A new evidence review finds that a modified fat diet — rather than a low fat diet — might be the real key to reducing one’s risk of heart disease.
Practices that help people lose weight and practices that help them keep it off do not overlap much.
Only half of obese Mexican-American adults receive diet and exercise advice from their physicians, although obesity is on the rise for this group.
Only one in 10 respondents to a national survey could estimate how many calories they should consume in a day. Seventy-nine percent make few or no attempts to pay attention to the balance between the calories they consume and expend in a day.
These and other piquant findings from the online 2011 Food and Health Survey fielded by the International Food Information Council Foundation (IFIC) struck home last week as I smacked up against my own ignorance about a healthy diet and the difficulty of changing lifelong eating habits.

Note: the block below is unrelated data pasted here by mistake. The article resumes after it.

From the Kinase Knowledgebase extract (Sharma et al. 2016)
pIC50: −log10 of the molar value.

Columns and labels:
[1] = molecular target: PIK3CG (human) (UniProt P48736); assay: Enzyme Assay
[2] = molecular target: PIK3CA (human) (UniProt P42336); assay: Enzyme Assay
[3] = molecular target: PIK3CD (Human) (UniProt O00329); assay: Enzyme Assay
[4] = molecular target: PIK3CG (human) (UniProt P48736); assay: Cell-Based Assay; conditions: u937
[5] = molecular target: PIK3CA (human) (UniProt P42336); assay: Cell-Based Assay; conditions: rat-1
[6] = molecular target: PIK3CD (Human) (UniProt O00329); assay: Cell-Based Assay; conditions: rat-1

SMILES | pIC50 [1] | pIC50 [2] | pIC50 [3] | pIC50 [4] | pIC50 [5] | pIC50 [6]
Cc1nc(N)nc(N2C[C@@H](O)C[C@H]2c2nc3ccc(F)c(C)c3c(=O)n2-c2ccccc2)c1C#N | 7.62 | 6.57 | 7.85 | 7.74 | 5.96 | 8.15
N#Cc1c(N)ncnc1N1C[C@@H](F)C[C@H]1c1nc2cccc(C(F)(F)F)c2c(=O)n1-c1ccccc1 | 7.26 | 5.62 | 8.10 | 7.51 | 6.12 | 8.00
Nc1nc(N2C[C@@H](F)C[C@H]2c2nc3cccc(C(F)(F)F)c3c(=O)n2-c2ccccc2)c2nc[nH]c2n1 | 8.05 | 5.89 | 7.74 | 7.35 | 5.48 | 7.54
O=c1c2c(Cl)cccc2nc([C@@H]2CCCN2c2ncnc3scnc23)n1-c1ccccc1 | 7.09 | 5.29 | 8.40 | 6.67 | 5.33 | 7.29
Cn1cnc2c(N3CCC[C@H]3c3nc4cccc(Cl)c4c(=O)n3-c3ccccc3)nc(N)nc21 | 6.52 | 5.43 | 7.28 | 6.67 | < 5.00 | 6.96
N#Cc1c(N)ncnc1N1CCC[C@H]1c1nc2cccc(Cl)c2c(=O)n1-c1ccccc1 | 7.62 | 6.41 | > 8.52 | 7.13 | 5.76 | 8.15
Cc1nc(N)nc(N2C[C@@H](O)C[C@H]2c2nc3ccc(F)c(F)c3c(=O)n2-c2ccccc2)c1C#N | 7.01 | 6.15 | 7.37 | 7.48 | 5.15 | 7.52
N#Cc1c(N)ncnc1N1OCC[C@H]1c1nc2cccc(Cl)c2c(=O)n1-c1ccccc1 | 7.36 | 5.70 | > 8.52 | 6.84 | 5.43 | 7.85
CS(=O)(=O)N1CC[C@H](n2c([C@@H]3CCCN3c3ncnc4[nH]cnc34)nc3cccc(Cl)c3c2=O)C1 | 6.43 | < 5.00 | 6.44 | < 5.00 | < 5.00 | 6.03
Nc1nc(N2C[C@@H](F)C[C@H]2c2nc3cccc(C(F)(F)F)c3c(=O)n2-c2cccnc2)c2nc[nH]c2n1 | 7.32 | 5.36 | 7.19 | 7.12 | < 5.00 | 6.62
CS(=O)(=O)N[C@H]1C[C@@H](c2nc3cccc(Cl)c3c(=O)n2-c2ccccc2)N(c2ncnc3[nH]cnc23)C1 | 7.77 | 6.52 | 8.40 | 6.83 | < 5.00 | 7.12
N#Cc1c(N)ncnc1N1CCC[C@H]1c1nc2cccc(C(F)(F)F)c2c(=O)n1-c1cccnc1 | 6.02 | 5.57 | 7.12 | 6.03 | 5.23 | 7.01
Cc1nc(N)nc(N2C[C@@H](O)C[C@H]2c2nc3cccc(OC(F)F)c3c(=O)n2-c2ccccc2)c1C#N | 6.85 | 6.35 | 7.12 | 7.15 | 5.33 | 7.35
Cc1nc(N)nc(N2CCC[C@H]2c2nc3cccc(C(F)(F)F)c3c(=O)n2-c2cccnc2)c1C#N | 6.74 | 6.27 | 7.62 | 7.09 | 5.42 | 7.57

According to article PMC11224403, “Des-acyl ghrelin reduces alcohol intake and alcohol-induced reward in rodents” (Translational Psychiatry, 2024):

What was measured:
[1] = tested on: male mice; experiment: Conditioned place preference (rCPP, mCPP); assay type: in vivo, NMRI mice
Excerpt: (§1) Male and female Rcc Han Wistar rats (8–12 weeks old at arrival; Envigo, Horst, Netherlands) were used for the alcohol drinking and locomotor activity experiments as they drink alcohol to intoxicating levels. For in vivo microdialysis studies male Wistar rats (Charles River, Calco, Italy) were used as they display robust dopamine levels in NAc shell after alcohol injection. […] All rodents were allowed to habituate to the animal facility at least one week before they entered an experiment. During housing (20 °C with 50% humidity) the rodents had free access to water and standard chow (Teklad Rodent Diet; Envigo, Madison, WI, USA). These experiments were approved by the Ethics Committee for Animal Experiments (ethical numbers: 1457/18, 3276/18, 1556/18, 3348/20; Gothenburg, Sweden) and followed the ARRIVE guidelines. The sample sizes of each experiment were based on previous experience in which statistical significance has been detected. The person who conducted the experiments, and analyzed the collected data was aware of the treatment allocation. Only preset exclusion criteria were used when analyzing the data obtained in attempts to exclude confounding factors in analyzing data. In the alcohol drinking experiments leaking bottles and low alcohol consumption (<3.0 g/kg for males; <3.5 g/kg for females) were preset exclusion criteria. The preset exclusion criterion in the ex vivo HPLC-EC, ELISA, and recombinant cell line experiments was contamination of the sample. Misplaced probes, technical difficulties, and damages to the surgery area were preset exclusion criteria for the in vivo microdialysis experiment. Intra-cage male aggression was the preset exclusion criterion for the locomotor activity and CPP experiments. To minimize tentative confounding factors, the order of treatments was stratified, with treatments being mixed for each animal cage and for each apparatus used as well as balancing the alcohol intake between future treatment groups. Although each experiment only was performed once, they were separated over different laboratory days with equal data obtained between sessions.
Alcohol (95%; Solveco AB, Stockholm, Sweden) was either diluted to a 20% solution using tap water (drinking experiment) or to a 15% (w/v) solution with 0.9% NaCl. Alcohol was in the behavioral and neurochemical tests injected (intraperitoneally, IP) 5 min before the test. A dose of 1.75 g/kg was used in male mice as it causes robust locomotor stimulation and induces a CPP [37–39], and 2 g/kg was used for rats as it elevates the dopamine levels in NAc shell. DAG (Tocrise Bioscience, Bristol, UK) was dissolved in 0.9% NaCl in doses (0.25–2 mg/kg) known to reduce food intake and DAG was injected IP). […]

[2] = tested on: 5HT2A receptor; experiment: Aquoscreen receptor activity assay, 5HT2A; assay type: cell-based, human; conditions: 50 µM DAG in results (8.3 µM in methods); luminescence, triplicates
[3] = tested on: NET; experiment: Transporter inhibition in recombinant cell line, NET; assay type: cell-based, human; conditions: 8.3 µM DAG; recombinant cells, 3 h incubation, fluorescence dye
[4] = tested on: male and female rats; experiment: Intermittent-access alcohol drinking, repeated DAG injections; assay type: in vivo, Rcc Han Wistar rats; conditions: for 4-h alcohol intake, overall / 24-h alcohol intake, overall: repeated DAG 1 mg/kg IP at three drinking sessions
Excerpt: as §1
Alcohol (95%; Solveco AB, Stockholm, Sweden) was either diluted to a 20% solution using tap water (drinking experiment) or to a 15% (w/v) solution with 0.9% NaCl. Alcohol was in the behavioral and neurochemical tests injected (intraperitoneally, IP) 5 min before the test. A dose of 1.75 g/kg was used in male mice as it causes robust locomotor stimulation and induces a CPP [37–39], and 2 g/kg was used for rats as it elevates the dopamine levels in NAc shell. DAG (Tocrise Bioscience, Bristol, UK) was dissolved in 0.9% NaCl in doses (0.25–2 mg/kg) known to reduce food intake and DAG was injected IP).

Eleven-year olds definitely have their own opinions about diet, exercise and weight-loss; and it is mostly their opinions — not those of their parents — that affect their lifestyle changes.
Vending machines in public schools influence the diets of school children and can affect overall dietary intake and health, depending on what foods they contain.
If popular culture provides clues to social trends then all signs point to an American public captivated by red velvet, carrot, lemon, and raspberry. Fabric, fruits and vegetables? No cakes whether of the cup variety or fancy full-size versions.